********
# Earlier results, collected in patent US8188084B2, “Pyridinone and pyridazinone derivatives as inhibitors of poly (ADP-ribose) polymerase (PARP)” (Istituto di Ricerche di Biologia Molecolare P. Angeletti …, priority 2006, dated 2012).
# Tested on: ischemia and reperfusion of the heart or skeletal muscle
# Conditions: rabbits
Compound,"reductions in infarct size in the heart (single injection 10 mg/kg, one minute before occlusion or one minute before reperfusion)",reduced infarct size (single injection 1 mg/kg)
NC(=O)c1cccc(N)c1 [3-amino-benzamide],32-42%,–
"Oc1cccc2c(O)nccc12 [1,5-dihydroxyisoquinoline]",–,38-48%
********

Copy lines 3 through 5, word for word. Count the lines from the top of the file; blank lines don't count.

# Conditions: rabbits
Compound,"reductions in infarct size in the heart (single injection 10 mg/kg, one minute before occlusion or one minute before reperfusion)",reduced infarct size (single injection 1 mg/kg)
NC(=O)c1cccc(N)c1 [3-amino-benzamide],32-42%,–